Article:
Shortage vs. Stock, forecasting accuracy matters

Demand forecasting is a cornerstone of inventory optimization. Yet, the exact relationship between:

is sometime a bit fuzzy. Hence, let’s try to clarify the situation.

Shortages costs money: customers are dissatisfied and less likely to return, money invested in customer acquisition gets wasted, indirect sales may be lost too, …

Yet inventory costs money too: more stocks mean more working capital, more product obsolescence, more warehousing costs; excess inventory means higher advertising costs and lower selling points, …

Hence, serving customers is a financial tradeoff between the amount of inventory and the amount of shortages.

We are implicitly considering a retail situation here, but a near identical reasoning applies to manufacturers as well.

At this point, it’s still unclear how the forecasting accuracy gets into the picture. In particular, for some companies, it might look like as if no forecasts were produced in the first place. Ex: just min-max reorder policies, and no forecasting.

In fact, even if no one in your company explicitly produce forecasts, your inventory still get an implicit forecasting accuracy (illustration here above, the orange triangle representing the constraint). Indeed, it is possible - albeit a bit complicated - to compute the implicit accuracy by companies in your safety stock levels with your shortage frequencies.

Adjusting the tradeoff either in favor of the service level, or in favor of inventory reduction does not improve the implicit accuracy, as one cost is exchanged for another (illustration on the right, the constraint is rotated, not reduced). Forecasts might be hidden by your processes, it won’t prevent your company to suffer financial losses if those forecasts happen to be incorrect.

Unless there is a deep lack of analysis in your inventory policies, the improvement brought by adjusting the shortage vs. stock tradeoff is expected to be marginal (which could yet represent substantial savings nonetheless, especially if the margin is thin).

In order to improve both sides of the equation, you need better forecasts.

The impact of an improved accuracy is illustrated in the graphic on the left. Compared to the previous situations, we see that reducing the accuracy let you reduce both the frequency of shortages and the amount of safety stock.

The theory roughly says that reducing the forecast error from 1% (relative) can be used to either reduce the shortage frequency from 1% (relative) or reduce the amount of safety stock from 1% (relative).

In practice, there might be obstacles to fully leverage the improvement brought by the extra accuracy, such as the service levels offered by your own suppliers. Yet, with a conservative position, we can still estimate that 1% extra accuracy bring either 0.5% of shortage reduction, or 0.5% of safety stock reduction.

Then again the tradeoff shortage vs. stock can readjusted keeping the new improved accuracy.


Reader Comments (6)

Hi Benhard, Most safety stock formula relies on the variance of the forecasts, yet, as this value is harder to compute, a typical heuristic consists of replacing the variances of the forecasts by the variance of the historical data, but this is an approximation. Hence, if you want to integrate the forecast error into your safety stock calculation, just replace ‘sigma’ coefficient of the historical variance, by the expected variance of the forecasts themselves. Hope it helps. 7 years ago | Joannes Vermorel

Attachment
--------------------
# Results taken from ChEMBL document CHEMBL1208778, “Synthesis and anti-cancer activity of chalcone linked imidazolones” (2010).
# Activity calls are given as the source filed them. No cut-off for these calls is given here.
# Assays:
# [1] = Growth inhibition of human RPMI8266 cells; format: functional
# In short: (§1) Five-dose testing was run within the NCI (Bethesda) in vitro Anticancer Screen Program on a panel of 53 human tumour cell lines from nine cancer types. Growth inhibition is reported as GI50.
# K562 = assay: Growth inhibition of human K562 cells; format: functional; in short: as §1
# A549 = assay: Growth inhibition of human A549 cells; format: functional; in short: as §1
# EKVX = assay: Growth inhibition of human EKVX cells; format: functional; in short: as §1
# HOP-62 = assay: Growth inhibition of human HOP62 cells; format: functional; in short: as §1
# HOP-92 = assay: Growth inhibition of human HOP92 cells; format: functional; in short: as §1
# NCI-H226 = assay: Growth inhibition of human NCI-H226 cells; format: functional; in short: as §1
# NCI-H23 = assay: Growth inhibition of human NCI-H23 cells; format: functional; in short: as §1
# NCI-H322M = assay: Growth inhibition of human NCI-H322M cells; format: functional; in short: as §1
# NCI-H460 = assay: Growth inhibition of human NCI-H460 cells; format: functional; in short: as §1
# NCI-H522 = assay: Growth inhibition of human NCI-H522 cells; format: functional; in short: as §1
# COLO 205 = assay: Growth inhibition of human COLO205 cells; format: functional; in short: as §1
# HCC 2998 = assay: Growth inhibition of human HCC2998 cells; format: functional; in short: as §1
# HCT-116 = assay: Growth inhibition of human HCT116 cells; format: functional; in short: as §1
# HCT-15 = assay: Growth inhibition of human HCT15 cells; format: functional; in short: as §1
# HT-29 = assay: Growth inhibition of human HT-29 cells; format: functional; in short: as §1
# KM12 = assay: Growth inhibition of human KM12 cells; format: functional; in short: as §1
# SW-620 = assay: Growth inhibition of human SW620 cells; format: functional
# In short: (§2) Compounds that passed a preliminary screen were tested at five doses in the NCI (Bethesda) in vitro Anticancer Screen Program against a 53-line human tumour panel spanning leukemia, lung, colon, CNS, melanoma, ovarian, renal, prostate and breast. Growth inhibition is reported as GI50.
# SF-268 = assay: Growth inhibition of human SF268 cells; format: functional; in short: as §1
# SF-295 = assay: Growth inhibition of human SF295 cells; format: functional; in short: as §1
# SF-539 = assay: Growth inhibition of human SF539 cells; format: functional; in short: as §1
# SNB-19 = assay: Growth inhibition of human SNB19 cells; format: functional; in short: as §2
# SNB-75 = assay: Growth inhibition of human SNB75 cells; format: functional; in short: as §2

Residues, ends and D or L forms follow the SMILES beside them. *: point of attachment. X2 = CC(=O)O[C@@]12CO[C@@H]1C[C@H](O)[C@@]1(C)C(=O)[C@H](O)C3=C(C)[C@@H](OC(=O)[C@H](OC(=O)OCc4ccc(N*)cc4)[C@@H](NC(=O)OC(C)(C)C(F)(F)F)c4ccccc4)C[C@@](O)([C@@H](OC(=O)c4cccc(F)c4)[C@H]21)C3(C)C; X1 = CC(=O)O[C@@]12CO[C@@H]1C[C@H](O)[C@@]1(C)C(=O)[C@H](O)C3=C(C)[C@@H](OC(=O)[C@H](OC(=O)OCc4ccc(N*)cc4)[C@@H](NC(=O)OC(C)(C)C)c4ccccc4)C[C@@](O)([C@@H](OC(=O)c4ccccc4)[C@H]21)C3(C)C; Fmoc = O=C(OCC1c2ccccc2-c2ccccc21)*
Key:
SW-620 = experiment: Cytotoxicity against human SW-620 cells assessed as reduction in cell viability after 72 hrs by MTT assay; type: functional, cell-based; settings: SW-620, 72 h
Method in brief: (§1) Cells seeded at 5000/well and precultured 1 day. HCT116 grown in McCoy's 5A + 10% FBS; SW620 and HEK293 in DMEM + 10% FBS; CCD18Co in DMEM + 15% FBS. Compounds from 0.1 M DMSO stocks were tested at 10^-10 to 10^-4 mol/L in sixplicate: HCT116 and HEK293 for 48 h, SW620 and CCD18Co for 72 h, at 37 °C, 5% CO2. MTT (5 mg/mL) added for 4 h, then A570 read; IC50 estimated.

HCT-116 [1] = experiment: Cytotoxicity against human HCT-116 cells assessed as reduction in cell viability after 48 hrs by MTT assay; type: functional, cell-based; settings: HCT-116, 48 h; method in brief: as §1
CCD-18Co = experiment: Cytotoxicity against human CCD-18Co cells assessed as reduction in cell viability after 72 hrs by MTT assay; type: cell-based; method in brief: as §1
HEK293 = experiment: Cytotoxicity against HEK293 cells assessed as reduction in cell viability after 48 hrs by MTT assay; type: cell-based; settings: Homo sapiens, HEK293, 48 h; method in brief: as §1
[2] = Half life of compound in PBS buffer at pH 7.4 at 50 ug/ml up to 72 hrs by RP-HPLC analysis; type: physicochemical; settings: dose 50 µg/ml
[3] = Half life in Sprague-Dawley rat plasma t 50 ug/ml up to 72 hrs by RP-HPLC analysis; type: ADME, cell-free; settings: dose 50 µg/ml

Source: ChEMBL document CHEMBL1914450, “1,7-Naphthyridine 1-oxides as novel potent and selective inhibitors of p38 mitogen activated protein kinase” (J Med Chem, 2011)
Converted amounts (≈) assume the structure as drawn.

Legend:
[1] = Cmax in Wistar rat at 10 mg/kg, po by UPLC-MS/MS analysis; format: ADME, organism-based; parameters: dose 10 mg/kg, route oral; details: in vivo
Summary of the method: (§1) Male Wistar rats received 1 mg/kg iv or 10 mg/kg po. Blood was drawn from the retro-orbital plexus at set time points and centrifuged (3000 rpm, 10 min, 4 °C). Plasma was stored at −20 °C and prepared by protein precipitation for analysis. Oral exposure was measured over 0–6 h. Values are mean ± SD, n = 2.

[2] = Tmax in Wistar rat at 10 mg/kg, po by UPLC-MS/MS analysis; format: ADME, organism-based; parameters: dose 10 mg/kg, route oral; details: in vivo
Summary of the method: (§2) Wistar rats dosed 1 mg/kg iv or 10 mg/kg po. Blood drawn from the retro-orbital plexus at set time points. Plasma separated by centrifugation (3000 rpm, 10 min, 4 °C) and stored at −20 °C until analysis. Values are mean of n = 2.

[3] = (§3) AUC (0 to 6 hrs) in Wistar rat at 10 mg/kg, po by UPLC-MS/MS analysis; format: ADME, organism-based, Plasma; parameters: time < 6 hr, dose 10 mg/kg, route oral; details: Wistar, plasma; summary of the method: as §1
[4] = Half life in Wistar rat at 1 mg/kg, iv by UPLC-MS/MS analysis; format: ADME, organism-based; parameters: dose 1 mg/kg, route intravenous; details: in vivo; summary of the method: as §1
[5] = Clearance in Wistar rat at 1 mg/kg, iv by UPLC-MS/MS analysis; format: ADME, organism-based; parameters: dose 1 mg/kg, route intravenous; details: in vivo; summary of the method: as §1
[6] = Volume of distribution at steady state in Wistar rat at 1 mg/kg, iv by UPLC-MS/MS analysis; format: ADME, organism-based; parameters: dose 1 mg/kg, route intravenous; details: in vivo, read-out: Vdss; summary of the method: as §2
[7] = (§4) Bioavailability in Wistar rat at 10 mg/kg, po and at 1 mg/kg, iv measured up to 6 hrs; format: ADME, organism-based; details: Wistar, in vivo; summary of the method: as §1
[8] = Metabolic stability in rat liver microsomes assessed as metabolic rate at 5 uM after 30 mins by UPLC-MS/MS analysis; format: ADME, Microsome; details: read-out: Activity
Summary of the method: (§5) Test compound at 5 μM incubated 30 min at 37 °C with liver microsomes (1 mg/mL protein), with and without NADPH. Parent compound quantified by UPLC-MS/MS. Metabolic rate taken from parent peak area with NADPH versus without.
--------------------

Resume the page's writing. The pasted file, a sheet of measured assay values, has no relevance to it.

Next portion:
Hi Joannes, I really find this article interesting. I am in the middle of determining inventory policy based on demand forecasting instead of demand history. Most websites shows how to determine inventory policy based on variance of historical data. I wonder how to put forecast error into equation of safety stock. I am sorry if my question out of the topic above. Any kind of help would be appreciated. Thanks Jo. ben 7 years ago | Benhard Adolf


Actually, it’s not the triangle that really matters but its two edges (right and left). Intuitively, the primary angle is a constant that cannot be changed, so if you move one edge, the other one moves too. The shape somehow looks like a triangle, other only two edges and one angle really matter. 8 years ago | Joannes Vermorel


Dear Joannes, I find your explanation very clear, but I do not understand the orange triangle. It represents the constraint. But I do not get it in the drawing. Do you have an extra word of explanation. Thank you 8 years ago | Piet Buyck


Hi Achyut, in the classical safety stock model, we typically assume a normal distribution (Gaussian distribution) of the demand. The normal distribution is defined by two parameters: its mean and its variance. The amount of safety stock (aka the extra stock above the mean demand level), for a given service level, is linearly proportional to the variance. Hence, if you reduce the variance (aka the forecast error) of 1%, you also reduce the safety stock of 1% in this ideal model. Then, the other part about reducing the shortage frequency while maintaining the same amount of safety stock is more complicated, and would require a blog post of its own. I will try to get back to that one when I get the time. 8 years ago | Joannes Vermorel


Hi Joannes, It is a very useful article. I just need some more clarity on one of the things which you have mentioned in this article. You have said that “The theory roughly says that reducing the forecast error from 1% (relative) can be used to either reduce the shortage frequency from 1% (relative) or reduce the amount of safety stock from 1% (relative).” Can you please elaborate on the concept on which it is based on? I understand that a better forecast would reduce the inventory levels, but i am finding it difficult to quantify it. Thanks in advance 8 years ago | Achyut Koushik A